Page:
HARRIS: So the zoo decided to gamble that the orangs would be willing to swing or shimmy their way along cables, strung high above the heads of human visitors. Most mornings, zoo biologist Thompson or another keeper opens the door from one building to let the orangs out so they can travel on the O-line.

THOMPSON: Sometimes it can be five times a day. Sometimes it's one times a day. You never know. It's totally up to them.

HARRIS: Well, let's see what happens.

THOMPSON: All right.

HARRIS: Thompson disappears for a moment to open the door. Gradually, three orangs appear at the base of the first tower. First goes Iris, and then the larger, and shaggier male, Kiko, appears.

THOMPSON: He is actually the most exciting to watch cross the towers, because he will actually brachiate and do the hand-over-hand, usually at the very end. But he's pretty impressive to watch. But it looks like he's getting ready to go.

HARRIS: Oh, yep. There he is.

Kiko makes his way to the top of the tower effortlessly and then walks along the cables, behind Iris.

THOMPSON: Sometimes they wait for each other to move to the next tower before finish. Or they go to the bathroom.

HARRIS: Oh, nice.

THOMPSON: So I have to go clean that up now. So I'll be back.

(LAUGHTER)

HARRIS: Every commute has its moments.

Michael McDaniel, at Frog Design in Austin Texas, argues that we human commuters have something to learn from Kiko and the gang.

MICHAEL MCDANIEL: Something as simple as a wire to connect two points, just like the National Zoo is doing, makes a whole lot of sense, because you're not paying to build all that infrastructure in-between two points.

HARRIS: McDaniel's dream is that Austin will make a human version of this system, which he calls The Wire. Think ski lifts.

MCDANIEL: But we don't mean chair lifts, by any means. There'd be way too many dropped iPhones. What we generally are talking about when we say ski lifts are high-speed detachable gondolas.

HARRIS: Each gondola can hop off the cable for loading and unloading and carry up to eight people. McDaniel says a system based on overhead wires costs far less than more traditional streetcars. And the system he envisions could carry 3,000 people per hour in each direction. He's now trying to convince his fellow Austin residents to take the idea seriously.

MCDANIEL: They generally think it's hysterical and laugh. And it's like, is this person actually being serious? Then as you starting talking more about it, then they go: Oh, that would be a pleasant experience. Now is it practical? And then when you go into the numbers and they realize this is like: Oh, this actually is a valid solution.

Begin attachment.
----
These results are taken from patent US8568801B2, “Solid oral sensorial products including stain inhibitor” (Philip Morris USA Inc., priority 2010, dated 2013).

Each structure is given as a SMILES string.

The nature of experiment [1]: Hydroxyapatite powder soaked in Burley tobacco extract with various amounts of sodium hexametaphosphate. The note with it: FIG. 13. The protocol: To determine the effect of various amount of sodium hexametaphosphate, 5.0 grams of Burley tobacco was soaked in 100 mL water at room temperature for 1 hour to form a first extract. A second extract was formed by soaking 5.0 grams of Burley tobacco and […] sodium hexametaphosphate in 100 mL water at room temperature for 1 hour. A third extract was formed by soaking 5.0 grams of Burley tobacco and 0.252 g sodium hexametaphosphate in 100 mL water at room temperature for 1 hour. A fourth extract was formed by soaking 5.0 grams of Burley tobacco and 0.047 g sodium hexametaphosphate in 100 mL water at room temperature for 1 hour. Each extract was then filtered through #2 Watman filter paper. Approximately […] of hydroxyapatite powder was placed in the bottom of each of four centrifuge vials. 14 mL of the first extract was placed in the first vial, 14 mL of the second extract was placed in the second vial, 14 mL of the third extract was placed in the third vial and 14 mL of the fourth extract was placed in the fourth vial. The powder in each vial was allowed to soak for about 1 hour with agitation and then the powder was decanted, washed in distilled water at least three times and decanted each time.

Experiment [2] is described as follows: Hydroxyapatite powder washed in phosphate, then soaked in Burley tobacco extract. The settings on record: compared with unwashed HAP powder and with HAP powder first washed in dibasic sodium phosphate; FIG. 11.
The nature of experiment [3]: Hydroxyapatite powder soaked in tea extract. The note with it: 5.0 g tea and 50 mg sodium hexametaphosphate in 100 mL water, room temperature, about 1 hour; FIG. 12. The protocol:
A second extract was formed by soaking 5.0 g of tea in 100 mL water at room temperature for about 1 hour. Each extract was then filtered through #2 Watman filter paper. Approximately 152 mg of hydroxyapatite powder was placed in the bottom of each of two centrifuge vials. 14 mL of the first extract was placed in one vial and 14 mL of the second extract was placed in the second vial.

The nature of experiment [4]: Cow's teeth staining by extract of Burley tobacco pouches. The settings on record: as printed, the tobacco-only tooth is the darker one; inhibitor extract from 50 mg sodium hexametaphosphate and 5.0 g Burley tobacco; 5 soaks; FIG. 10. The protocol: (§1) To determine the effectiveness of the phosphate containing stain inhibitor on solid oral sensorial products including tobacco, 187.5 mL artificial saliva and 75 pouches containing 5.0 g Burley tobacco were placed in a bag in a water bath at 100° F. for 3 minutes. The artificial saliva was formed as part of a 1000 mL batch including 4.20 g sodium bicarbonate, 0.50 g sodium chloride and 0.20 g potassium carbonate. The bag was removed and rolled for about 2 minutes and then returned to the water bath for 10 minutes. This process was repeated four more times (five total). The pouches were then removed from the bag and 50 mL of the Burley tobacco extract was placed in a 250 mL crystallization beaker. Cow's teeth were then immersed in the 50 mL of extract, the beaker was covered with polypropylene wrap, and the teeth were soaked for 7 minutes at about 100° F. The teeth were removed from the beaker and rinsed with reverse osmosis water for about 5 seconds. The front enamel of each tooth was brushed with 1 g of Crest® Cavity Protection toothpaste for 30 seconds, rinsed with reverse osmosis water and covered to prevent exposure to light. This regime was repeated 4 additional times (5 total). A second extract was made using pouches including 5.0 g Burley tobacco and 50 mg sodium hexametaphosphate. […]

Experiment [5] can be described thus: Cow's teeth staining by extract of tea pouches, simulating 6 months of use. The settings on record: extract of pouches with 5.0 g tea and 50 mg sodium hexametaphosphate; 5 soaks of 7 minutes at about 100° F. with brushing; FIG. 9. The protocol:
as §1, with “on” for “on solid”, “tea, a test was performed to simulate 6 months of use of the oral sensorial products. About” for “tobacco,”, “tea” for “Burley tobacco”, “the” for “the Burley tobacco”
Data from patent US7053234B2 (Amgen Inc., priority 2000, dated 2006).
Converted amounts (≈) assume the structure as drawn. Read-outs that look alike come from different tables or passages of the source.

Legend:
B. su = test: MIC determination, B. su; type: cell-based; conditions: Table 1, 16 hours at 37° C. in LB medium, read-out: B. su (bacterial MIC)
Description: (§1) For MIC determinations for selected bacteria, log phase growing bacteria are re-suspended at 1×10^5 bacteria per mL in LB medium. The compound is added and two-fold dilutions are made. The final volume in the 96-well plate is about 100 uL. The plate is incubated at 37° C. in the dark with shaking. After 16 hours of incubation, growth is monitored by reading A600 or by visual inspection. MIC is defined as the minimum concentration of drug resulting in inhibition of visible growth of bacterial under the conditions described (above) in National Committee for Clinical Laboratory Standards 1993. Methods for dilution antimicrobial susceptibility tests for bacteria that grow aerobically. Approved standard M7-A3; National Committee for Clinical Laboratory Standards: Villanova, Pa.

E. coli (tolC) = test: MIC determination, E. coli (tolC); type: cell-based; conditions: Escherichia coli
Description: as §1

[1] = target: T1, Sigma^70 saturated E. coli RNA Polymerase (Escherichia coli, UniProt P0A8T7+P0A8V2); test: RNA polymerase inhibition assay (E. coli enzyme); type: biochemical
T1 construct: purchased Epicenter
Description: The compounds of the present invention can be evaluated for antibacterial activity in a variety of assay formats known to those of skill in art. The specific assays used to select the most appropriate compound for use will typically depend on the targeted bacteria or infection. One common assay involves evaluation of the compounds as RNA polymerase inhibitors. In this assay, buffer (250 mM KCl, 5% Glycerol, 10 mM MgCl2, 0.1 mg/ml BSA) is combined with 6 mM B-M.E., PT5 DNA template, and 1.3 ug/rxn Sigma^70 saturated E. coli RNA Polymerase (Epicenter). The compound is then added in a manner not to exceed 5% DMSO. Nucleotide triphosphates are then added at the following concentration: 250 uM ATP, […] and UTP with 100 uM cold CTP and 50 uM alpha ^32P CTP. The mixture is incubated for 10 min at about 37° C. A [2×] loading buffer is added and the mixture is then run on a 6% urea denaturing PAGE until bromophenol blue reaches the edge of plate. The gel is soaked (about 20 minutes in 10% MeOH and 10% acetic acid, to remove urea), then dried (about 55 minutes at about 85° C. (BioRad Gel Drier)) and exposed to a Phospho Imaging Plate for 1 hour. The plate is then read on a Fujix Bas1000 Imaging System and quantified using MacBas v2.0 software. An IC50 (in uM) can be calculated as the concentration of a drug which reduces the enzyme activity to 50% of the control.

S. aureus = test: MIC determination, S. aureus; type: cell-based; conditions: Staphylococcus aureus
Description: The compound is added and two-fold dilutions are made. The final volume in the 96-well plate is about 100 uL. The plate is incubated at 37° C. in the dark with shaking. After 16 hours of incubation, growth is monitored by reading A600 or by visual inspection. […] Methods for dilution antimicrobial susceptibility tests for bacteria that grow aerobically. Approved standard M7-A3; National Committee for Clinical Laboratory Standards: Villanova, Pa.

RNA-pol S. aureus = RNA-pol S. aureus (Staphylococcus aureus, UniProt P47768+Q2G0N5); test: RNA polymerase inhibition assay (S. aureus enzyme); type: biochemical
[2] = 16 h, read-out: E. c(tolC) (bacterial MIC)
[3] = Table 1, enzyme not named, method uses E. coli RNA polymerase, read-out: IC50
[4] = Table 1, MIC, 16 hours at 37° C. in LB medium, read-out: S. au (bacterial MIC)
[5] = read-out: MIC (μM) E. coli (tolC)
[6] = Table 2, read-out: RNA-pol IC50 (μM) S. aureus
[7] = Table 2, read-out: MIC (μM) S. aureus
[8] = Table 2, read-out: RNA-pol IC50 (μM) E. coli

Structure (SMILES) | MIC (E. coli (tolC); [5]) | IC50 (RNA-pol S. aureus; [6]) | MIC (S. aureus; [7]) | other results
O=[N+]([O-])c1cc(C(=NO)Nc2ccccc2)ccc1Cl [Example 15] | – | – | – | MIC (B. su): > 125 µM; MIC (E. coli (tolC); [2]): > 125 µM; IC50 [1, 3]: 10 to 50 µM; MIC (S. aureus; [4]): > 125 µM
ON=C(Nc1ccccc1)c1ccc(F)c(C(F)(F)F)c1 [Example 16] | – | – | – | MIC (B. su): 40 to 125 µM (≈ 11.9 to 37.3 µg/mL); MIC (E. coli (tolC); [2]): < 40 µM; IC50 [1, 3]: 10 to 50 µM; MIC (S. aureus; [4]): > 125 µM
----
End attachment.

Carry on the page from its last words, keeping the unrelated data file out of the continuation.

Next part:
HARRIS: Medillin, Colombia has three gondola lines, he notes. Why not American cities?

Back at the Zoo, Kiko has now made it to the seventh tower. One more to go and he will be in the yard of the Great Ape House. Laurie Thompson looks up to see if Kiko will dazzle the crowd by swinging hand-over-hand, as his grand finale.

THOMPSON: Come on, Kiko. There, he did it one time.

(LAUGHTER)

HARRIS: One tiny, little swing-down before he got down. So not a bad commute, I mean...

THOMPSON: Yeah, it only takes less than five minutes to get back and forth.

HARRIS: And this was rush hour, right? This is the worst of it.

THOMPSON: That's right.

HARRIS: And, in case you're wondering, electric wires on the towers keep the orangs from clambering down mid-commute. Thompson says, like human commuters, they are creatures of habit, so they generally don't even try to deviate from their routines.

THOMPSON: Sometimes they'll pass each other on the O-line, which is a little scary. But...

(LAUGHTER)

THOMPSON: ...one will just hang out in the middle and one will come along and crawl over them. So it's exciting.

HARRIS: Too bad all our commutes aren't so easy.

Richard Harris, NPR News. Transcript provided by NPR, Copyright NPR.